The Special Collections Library has a collection of original Christmas cards created by Mullen and by former Penn State faculty members, including Edwin Zoller and George Zoretich, as well as other artists. The cards in the collection were created between 1962 and 2004.

On display are several cards designed by Mullen:

Pine Cone, ca. 1966; pen and ink, offset lithograph

Gifts – Christmas 2003, four versions; color linoleum block print

Landscape (view at backyard 2 Brigham Road, Oneonta, NY. 1981; burin engraving

Pilgrim’s Way I, 1997; burin engraving

December Shelf, 2000; linoleum block print (image below)

Nightflower, ca. 1990; engraved zinc plate and proof impressions plus original burin engraving and aquatint prints

A finding aid is available for the entire collection: 

Thursday, December 5, 2013

New Finding Aids Online

The Special Collections staff are finishing up 2013 with a flourish of activity improving access to a number of collections. New and updated finding aids just published include:

Donald C. Henderson Papers - This collection of papers of librarian Donald C. Henderson includes correspondence, articles, newspapers, diplomas, publications, artifacts, catalogs, photographs, and articles.

Brent Wilson Papers - Brent Wilson joined Penn State's faculty in 1974 as a professor of art education as well as head of the art education program in the School of Visual Arts (1983-1985; 1989-1999). The collection reflects Wilson's participation in implementing National art education policies and document his service as an administrator and art education faculty researcher on children in art education.

Eighth Air Force Archive - The Eighth Air Force archive documents both the fighter and bomber groups that served in Europe and Africa during World War II and the Eighth Air Force veterans organizations nationwide. It contains books, photographs, audio-visual materials, oversize graphic materials, artifacts, memorabilia, microfilm, and organizational records donated by veterans and their families.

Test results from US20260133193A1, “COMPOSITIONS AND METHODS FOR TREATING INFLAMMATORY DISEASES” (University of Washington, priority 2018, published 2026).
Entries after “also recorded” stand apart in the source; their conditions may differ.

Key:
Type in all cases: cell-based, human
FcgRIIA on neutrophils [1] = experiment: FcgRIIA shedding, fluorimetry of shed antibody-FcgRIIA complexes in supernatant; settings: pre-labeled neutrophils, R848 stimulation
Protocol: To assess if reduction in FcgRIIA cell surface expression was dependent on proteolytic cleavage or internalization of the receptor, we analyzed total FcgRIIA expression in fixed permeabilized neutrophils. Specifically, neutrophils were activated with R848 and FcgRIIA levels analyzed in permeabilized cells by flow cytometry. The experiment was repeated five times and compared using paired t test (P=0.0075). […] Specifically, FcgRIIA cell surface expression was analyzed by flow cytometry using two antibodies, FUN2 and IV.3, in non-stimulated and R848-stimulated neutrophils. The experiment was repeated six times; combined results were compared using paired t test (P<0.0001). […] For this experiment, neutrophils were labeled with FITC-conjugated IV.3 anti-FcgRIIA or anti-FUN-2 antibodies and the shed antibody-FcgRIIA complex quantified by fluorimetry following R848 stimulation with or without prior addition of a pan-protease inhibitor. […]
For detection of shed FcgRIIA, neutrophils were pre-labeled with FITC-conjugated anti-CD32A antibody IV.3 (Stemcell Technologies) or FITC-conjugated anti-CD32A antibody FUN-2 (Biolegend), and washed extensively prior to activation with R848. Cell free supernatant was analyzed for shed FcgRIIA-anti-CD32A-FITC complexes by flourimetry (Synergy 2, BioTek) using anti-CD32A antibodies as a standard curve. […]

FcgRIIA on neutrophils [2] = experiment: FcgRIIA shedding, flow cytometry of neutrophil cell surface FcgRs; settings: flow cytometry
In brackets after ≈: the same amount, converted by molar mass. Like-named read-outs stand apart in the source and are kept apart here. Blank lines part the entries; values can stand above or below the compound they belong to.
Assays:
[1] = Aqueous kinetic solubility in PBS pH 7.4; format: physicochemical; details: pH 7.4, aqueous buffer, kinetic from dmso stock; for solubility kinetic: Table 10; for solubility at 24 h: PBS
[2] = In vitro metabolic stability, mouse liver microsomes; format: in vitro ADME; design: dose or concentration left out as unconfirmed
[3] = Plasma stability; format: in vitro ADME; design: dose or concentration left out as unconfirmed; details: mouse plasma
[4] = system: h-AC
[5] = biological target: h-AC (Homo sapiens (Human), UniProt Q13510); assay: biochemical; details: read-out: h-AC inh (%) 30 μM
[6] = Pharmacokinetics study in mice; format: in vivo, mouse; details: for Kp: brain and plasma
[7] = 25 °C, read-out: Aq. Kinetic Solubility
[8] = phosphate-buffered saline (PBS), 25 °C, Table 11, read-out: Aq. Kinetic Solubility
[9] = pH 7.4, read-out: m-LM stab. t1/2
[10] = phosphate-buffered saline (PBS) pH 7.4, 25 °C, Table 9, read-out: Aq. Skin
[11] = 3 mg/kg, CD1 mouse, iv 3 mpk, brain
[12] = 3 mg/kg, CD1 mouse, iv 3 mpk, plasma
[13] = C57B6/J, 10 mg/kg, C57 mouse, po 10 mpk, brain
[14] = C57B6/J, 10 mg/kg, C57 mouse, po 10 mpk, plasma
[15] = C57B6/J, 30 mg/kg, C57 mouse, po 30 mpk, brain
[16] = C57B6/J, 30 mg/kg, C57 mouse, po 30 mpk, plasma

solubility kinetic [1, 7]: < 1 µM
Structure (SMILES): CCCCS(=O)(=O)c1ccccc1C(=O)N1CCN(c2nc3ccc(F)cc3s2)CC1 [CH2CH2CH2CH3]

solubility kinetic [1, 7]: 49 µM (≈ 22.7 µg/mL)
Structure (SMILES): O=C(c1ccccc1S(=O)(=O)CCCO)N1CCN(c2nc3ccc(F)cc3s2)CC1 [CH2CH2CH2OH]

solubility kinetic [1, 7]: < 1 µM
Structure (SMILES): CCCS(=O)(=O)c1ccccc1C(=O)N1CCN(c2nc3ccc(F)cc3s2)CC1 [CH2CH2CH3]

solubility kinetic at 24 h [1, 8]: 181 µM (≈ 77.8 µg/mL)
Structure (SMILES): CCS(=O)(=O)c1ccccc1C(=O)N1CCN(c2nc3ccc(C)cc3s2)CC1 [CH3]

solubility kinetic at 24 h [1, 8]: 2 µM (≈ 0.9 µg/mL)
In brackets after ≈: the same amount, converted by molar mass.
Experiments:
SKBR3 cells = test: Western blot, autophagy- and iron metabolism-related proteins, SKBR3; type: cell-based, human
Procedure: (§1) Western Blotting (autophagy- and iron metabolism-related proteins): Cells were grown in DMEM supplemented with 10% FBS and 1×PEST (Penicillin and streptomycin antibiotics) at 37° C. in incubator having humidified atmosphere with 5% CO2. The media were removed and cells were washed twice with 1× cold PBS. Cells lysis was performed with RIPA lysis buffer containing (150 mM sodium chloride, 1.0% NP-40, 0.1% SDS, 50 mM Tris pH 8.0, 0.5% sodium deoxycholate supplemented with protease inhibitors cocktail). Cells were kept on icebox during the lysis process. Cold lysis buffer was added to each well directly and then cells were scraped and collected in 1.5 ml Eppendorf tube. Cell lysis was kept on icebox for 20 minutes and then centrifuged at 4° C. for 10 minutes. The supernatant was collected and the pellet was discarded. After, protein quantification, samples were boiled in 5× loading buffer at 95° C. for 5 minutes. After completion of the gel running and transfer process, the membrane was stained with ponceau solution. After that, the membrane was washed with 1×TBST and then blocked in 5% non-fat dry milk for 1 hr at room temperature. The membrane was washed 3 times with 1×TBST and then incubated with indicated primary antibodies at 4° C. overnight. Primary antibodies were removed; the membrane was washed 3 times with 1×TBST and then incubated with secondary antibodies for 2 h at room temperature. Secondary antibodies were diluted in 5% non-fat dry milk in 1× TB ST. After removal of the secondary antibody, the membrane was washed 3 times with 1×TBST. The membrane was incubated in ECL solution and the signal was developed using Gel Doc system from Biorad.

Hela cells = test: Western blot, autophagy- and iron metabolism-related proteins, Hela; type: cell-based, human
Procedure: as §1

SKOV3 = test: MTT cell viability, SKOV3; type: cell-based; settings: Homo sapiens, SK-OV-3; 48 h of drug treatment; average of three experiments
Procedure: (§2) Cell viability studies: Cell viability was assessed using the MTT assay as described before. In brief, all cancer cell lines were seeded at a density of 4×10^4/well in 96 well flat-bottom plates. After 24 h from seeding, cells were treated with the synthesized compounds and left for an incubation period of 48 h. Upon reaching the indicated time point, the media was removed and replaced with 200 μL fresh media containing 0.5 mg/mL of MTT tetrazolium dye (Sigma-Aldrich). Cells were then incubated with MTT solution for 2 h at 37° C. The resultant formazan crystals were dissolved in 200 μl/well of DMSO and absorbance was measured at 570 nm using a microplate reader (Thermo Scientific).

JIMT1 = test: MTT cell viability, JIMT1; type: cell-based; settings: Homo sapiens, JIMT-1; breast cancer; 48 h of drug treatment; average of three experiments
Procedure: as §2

Hudson Coal Company Records - The Hudson Coal Company was a subsidiary of the Delaware and Hudson Company, which changed its name in 1899 from Delaware and Hudson Canal Company. The collection consists of microfilms of office files generated by the Hudson Coal Company of Pennsylvania for anthracite coal mines located in Lackawana and Luzerne counties, and microfilms of payroll records for mines located in Luzerne County. There are also several photographs.

James T. Stuart Family Papers - The collection documents multiple generations of the Stuart family, with a strong focus on the life of Civil War veteran James T. Stuart. The family resided in central and western Pennsylvania, and the collection consists of correspondence, photographs, family records, and other related materials.

Dickinson School of Law Student Records -  The Dickinson School of Law, founded in 1834 in Carlisle, Pennsylvania, is the sixth oldest law school in the United States, and the oldest in Pennsylvania. The school operated independently until 2000, when it merged with the Pennsylvania State University, and since 2005 the school has operated in dual locations, in Carlisle and University Park.

And more to come in 2014!